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The Blood Red Indian Summer: A Berger and Mitry Mystery (Berger and Mitry Mysteries Book 8) by [David Handler]

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The Blood Red Indian Summer: A Berger and Mitry Mystery (Berger and Mitry Mysteries Book 8) Kindle Edition

4.8 out of 5 stars 24 ratings
Book 8 of 11: Berger and Mitry Mysteries

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Length: 255 pages Word Wise: Enabled Enhanced Typesetting: Enabled
Page Flip: Enabled
  • Book 8 of 11 in Berger and Mitry Mysteries

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Editorial Reviews

Excerpt. © Reprinted by permission. All rights reserved.

WHEN SHE HEARD THE floorboard creak outside her bedroom door, Des dove for the loaded SIG under her pillow, instantly awake. A prowler. A prowler had broken into the house. It was 4:02 A.M. according to her digital bedside clock.
“Coffee’s ready, Desiree,” a voice called to her through the door.
It wasn’t any prowler. It was the ghost of Buck Mitry.
Des stashed her weapon back under the pillow, breathing in and out. She’d slept with it there for years. Felt safe with it there. Happiness was a warm gun. But she’d have to lock it away from now on because she did not, repeat not, wish to blow his fool head off. It merely felt that way sometimes.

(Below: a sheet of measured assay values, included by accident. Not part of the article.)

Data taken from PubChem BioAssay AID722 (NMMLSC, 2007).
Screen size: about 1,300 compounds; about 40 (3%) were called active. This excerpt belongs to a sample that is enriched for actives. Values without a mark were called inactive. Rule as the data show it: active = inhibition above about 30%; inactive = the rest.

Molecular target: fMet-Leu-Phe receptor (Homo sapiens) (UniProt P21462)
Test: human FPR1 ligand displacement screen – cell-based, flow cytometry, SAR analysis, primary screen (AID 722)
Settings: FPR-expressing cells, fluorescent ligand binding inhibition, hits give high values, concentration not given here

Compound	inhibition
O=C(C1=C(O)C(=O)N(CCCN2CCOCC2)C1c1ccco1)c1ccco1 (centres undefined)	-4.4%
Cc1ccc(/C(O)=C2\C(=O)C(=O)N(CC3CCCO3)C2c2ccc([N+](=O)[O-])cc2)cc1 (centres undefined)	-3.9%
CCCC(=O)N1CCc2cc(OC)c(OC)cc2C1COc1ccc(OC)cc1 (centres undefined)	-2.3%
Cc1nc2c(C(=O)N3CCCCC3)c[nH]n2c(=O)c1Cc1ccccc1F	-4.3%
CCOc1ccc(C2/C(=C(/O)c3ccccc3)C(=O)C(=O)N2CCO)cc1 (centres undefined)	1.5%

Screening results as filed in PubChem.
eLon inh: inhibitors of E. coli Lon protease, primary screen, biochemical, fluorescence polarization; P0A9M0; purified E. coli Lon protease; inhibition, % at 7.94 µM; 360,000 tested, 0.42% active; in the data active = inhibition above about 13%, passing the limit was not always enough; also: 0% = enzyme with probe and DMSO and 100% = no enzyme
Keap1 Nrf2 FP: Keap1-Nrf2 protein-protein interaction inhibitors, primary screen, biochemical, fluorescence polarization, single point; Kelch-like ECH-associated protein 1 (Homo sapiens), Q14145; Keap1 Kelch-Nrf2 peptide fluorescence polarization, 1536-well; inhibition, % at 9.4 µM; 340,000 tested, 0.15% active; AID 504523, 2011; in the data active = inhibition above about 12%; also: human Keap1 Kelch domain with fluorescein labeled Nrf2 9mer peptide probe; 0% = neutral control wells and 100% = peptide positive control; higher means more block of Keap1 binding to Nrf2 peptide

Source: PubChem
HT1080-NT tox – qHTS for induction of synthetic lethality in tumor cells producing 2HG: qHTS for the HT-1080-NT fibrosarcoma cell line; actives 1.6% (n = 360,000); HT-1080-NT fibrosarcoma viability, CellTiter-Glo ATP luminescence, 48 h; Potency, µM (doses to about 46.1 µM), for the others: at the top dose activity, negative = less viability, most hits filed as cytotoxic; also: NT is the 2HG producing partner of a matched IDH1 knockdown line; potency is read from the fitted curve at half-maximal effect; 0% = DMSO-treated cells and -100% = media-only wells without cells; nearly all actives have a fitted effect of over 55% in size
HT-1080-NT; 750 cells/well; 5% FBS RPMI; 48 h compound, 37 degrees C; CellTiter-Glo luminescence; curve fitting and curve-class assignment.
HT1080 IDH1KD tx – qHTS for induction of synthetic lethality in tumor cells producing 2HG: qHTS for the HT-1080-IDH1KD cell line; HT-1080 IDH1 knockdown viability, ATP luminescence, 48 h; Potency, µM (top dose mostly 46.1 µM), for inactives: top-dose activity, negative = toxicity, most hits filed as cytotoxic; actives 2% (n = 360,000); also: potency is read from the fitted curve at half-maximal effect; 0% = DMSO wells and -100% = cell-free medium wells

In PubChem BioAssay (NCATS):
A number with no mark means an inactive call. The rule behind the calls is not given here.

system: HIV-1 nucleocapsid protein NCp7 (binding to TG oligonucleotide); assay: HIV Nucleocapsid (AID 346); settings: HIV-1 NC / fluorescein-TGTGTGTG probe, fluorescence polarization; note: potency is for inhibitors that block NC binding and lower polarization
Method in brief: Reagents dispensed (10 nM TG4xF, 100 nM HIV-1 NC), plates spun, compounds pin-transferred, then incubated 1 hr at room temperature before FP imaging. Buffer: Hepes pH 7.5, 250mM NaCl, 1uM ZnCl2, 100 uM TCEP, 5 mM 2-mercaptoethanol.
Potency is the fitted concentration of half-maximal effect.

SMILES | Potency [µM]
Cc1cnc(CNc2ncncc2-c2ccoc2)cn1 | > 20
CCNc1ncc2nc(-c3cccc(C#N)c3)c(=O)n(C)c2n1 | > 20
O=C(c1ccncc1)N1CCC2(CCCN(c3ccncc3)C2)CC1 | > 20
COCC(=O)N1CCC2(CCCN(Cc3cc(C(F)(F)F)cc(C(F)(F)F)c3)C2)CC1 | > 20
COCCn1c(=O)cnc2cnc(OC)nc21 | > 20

“Desiree, are you up?”
“I am now, Daddy.” She flicked on her bedside light and fumbled for her heavy horn-rimmed glasses. Reached for the covers that she’d thrown off in the night and pulled them over her. Her room was warm even with the windows wide open. It was freakishly balmy for late October. An official Indian summer, the weathermen were calling it. “Come on in.”
Buck Mitry came on in. He wore a fleece-lined jacket over a V-neck wool sweater, plaid shirt and wool slacks. He was always cold these days, no matter the temperature. He’d lost weight since the surgery. The lines in his face were deeper and made him look ten years older to her.
“Daddy, it’s four o’clock in the morning.”
“You said you wanted to get up early. But if you’d rather sleep…”
“No, this is great. We’ll have a chance to sit and chat for three hours until the sun comes up.”